Rahane takes rough with the smooth to script epic innings against the Kiwis
Rahane has been India’s man for all seasons. His partnership with Kohli for the fourth wicket might just be the start of a new star pairing in the Indian team.cricket Updated: Oct 10, 2016 13:51 IST
If adaptability is the key to consistency, then Ajinkya Rahane seems to have found it. For Rahane, to have scored more centuries abroad than at home is no mean feat. What it indicates is his understanding of different situations and finding a pragmatic solution to the problem.
He faced a similar situation in the Indore Test. The task was to find a way to be aggressive on a sluggish wicket that offered unpredictable bounce.
Enjoy and play
“Even when you struggle, it’s important to enjoy it. It shouldn’t be that you enjoy batting only when you are scoring runs freely; one should enjoy the manner in which you tackle the tough phase,” he said after a scintillating day of Test cricket that saw Rahane amass 188 runs and stitch a record partnership of 365 with Virat Kohli (211).
On Saturday, the 28-year-old Mumbai lad had entered the field with India at 100 for three. The task was to take the side to a respectable position, from where they could have some advantage. It wasn’t an alien situation for Rahane to be in. A majority of his seven previous tons have come in situations when India have found themselves in a precarious situation. He clamped down and frustrated the Kiwis with Kohli on Saturday.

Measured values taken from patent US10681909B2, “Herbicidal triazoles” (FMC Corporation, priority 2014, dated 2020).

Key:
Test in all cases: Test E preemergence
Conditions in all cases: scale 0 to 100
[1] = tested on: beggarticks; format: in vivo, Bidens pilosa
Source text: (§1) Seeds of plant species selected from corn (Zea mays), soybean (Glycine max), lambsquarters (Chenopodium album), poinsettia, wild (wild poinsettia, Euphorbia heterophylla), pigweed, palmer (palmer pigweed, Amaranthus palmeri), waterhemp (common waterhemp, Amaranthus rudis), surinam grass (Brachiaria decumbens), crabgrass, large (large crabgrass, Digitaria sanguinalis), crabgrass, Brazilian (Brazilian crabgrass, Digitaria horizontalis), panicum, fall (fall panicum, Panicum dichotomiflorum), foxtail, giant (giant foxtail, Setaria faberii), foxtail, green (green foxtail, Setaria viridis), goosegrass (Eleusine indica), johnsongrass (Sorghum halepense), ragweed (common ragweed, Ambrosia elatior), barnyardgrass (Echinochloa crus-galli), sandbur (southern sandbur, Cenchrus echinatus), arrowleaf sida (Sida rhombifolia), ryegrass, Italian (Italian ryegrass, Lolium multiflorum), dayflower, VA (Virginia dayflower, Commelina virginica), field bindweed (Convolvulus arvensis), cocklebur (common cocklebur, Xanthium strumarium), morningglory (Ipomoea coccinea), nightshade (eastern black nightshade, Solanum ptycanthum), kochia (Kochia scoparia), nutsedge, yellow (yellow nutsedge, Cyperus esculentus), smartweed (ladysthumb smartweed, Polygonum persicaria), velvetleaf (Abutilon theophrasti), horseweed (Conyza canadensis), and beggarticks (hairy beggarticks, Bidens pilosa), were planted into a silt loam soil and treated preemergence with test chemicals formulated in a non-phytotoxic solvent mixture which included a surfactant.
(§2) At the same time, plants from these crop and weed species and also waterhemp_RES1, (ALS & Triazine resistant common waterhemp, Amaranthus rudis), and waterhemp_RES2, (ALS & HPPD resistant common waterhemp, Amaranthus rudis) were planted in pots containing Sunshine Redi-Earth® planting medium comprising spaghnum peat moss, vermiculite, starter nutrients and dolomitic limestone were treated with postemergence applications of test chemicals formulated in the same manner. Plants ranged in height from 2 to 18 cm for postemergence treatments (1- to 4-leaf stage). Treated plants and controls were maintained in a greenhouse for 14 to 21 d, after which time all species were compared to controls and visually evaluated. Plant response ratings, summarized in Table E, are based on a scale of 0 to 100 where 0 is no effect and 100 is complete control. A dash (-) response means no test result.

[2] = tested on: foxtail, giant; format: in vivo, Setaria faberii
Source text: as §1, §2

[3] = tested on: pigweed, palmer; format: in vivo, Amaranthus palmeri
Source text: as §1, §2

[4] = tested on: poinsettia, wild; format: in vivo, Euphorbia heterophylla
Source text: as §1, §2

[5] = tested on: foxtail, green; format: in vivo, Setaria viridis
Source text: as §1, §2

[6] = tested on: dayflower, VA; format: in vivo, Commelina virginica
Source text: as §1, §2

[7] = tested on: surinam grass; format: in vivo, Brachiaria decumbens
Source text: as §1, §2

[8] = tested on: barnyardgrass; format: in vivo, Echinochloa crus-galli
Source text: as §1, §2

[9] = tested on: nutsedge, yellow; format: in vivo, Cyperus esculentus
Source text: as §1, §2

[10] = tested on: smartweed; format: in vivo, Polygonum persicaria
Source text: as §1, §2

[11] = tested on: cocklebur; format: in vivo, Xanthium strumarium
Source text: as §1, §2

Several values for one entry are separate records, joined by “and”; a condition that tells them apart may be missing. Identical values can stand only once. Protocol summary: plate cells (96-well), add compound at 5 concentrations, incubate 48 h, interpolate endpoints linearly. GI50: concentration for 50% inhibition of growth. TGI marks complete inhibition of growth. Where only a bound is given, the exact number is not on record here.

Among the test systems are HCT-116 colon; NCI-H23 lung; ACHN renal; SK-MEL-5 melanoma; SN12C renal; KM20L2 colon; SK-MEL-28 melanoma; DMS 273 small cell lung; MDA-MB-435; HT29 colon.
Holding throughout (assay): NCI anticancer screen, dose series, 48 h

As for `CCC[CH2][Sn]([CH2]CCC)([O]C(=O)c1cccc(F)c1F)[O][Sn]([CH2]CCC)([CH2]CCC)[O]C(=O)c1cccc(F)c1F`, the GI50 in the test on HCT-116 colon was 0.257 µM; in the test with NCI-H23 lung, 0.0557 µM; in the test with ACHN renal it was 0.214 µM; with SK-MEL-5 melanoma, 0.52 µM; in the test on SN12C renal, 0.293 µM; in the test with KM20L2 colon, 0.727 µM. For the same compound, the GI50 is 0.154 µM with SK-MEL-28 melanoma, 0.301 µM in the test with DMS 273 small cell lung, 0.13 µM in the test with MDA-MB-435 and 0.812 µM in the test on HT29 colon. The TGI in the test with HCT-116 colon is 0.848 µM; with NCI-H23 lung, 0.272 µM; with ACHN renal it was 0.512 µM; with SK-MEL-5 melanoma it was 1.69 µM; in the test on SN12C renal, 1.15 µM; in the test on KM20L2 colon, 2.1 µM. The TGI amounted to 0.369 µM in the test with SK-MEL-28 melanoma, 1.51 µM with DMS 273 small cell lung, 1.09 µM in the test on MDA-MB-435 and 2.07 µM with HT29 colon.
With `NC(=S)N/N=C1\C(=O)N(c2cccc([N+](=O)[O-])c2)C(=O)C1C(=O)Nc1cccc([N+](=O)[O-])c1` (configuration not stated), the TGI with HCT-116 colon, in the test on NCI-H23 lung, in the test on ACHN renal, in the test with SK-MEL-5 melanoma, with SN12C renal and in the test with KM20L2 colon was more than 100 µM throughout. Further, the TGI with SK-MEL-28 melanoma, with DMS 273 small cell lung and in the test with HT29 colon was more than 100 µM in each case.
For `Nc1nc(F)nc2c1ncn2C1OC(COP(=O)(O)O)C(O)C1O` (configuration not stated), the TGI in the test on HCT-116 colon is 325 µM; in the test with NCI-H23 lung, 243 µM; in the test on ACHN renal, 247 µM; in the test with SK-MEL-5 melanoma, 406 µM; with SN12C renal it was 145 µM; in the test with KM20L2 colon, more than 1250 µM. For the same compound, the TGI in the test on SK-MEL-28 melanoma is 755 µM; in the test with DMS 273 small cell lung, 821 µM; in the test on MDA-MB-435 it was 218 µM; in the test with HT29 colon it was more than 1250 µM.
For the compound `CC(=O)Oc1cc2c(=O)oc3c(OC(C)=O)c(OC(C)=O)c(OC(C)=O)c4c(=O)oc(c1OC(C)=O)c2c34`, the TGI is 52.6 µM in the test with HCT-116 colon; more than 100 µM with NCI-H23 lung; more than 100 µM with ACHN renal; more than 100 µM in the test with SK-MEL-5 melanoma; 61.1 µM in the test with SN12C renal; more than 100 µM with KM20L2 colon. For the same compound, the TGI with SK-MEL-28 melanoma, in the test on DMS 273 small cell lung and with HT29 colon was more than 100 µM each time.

On Day Two, it was time to accelerate, but the wicket had not changed much, so the focus was on punishing the loose deliveries. With the New Zealand attack, which includes incisive pacers and equally effective spinners, the task was never going to be easy.
He took it the bad way. Early into the day, Kiwi pacer Matt Henry bowled a bouncer to which Rahane was late duck. The ball hit the back of his helmet. Henry followed up with another short one targetted at Rahane’s head. But the Indian found a way to play around their ploy.
“Today, I was happy that they were bowling short balls at me, because I knew that short balls will give me runs, because that’s my shot (pull shot),” said Rahane.
It was another case of struggle. And Rahane enjoyed it. He battled through it and came up tops. “What matters the most is that you save your wicket. Let the ball hit the helmet or let it appear weird on television; all that doesn’t matter as long you are facing the next ball. I actually enjoyed this innings a lot because it made me realise Test cricket even better,” Rahane said.
“The feeling of scoring a hundred after struggling is just incredible. You can’t notch up a hundred in 120 or 130 or 140 balls every time; at times you have to spend a lot more time on the wicket and face more than 200 balls for a century. I am delighted I could do that and I will rate this innings very highly in my career,” said Rahane, who had scored hundreds in both innings of a Test in Delhi against South Africa late last year.
Rahane has been India’s man for all seasons. His partnership with Kohli for the fourth wicket might just be the start of a new star pairing in the Indian team. With centuries in every major country except South Africa, where he has two scores in the 90s, Rahane is fast emerging as a match-winner in pressure situations. Sunday was just another example of this transition.